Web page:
Actress Shwetha Menon is relaxing with her husband Sreevalsan Menon and daughter Sabaina at their flat in Mumbai during the lockdown days. She says she often remembers her father who taught her to adjust with any situation in life. “From childhood onwards, I have been trained to live on the edge. So, this lockdown really doesn't bother me. There is no harm in staying indoors for a while, for the sake of our society. I can easily survive inside a room for days if I have some rice and pulses,” Shwetha shares her thoughts about the lockdown to Onmanorama.
Time to change
Shwetha says the lockdown days have made her realize how extravagant Keralites are when it comes to eating habits. She notes how people in the olden days were healthier, eating just kanji (rice gruel) and payar (green gram stir fry). “Now we eat more and work less. This is the time when we can reduce the food intake and try relaxing our body and mind. I haven’t been eating non-vegetarian food since the last two months. I don’t feel any difficulty giving up those dishes. Moreover, I really wish to continue like this. Every place has its own unique food habits. It is important for us to adapt to new situations. I am not interested in experimenting with food while travelling. I like having rice with lentil curry, sambar and some thoran (vegetable stir fry) as well. I could have this at any time of the day as breakfast, lunch or dinner. However, I insist that my food should be warm and fresh,” says Shwetha.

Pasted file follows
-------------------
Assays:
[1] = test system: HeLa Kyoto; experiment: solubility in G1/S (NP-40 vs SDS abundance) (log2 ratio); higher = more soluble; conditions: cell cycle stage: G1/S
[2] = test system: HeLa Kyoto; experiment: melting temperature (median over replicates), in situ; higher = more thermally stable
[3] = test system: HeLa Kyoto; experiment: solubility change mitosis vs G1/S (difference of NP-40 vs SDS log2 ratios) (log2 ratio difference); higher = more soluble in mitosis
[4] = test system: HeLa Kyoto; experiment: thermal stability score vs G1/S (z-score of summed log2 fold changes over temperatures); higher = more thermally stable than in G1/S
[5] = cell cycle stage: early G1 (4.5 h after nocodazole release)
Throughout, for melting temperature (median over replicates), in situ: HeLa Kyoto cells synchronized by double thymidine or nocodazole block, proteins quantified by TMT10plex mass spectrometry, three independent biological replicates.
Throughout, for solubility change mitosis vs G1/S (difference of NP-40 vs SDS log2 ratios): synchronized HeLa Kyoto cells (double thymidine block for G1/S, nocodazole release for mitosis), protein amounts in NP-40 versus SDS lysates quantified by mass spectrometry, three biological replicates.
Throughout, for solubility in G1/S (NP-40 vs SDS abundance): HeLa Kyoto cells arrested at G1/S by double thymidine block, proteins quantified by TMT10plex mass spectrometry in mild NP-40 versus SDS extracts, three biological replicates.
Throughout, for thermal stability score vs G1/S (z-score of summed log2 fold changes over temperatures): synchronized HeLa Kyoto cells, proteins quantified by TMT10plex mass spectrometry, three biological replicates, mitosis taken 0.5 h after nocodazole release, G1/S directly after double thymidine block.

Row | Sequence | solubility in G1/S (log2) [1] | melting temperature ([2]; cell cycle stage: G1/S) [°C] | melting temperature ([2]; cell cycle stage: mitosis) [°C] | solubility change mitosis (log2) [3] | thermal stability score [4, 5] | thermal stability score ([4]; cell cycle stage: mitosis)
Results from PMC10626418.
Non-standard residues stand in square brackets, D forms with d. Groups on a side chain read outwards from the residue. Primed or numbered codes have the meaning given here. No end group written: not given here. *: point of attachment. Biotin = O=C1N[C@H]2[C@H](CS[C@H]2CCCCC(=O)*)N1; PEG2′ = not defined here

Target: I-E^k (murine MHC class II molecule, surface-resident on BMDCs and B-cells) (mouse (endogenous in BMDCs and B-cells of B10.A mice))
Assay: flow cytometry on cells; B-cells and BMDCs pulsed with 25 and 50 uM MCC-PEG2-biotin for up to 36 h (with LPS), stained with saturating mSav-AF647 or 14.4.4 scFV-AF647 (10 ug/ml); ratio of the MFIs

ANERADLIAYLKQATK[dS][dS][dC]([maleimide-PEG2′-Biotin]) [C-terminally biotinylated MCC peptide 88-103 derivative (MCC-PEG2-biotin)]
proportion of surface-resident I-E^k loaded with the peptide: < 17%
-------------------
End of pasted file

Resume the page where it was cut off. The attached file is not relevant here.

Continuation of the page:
Shwetha believes household chores like cooking and cleaning are not reserved for women alone. She says the chores would be enjoyable if they are done by all the family members together. “There is no need to follow any discrimination when it comes to household chores. If the husband is interested in cooking, then he must be encouraged. This cooperation in doing the chores should not limit to just the 21 days of lockdown; but should be extended lifelong. The chores would become more enjoyable if you try to understand each other’s likes and preferences. I can cook North Indian dishes and my husband cooks Kerala dishes. So, we cook minimally using very few ingredients during the lockdown. Times of crisis like this could make you realize how much food you have been wasting and also recognize the true value of food,” Shwetha signs off.